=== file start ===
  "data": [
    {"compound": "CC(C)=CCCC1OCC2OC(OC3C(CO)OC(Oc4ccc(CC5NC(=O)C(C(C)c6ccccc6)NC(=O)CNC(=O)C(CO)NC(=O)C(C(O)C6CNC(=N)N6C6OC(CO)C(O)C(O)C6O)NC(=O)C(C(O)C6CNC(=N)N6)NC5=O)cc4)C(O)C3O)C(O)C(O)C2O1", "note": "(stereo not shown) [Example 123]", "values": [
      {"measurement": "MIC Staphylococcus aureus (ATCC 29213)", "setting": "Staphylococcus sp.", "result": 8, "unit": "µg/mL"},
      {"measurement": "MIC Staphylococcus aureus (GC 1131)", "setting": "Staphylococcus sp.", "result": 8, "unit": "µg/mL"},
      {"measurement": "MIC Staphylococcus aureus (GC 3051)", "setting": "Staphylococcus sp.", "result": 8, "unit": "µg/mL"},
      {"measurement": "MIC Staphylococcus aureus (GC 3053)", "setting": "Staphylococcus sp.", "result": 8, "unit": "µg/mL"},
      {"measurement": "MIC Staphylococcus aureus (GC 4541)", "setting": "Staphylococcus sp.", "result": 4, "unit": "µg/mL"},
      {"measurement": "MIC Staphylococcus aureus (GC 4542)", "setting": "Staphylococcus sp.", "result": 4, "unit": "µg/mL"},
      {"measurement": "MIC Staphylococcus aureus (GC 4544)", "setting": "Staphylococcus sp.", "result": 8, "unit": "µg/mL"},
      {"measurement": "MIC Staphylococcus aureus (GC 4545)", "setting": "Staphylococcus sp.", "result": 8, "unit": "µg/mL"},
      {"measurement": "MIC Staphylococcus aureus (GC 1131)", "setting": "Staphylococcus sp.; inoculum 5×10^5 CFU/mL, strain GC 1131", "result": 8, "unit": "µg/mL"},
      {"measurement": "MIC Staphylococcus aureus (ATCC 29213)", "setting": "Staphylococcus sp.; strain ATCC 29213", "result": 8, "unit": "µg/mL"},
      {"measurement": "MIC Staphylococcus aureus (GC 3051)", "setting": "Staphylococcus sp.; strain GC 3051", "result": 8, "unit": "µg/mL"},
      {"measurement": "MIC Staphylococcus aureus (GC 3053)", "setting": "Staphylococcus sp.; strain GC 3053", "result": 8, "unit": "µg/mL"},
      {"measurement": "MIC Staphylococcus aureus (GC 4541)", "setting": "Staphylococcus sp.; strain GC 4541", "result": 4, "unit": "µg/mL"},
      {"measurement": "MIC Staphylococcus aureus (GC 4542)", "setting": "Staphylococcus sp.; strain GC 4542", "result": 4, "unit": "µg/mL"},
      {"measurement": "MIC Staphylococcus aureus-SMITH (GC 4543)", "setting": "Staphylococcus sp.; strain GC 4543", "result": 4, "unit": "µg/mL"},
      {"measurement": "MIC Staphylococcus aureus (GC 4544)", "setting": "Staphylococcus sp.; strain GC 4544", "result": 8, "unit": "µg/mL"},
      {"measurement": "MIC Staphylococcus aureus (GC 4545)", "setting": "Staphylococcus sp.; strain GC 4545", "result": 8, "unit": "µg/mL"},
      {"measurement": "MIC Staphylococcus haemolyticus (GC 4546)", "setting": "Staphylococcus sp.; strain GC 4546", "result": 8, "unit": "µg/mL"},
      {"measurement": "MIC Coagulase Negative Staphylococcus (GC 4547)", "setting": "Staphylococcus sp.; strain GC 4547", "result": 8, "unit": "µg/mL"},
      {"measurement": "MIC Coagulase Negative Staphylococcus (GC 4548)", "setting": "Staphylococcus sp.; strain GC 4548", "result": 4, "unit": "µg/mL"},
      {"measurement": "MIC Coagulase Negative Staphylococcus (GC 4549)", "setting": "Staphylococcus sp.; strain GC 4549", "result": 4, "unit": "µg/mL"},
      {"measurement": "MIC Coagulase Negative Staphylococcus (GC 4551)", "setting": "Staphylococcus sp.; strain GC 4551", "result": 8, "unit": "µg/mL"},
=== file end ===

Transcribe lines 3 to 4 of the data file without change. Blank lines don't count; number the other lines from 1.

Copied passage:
      {"measurement": "MIC Staphylococcus aureus (ATCC 29213)", "setting": "Staphylococcus sp.", "result": 8, "unit": "µg/mL"},
      {"measurement": "MIC Staphylococcus aureus (GC 1131)", "setting": "Staphylococcus sp.", "result": 8, "unit": "µg/mL"},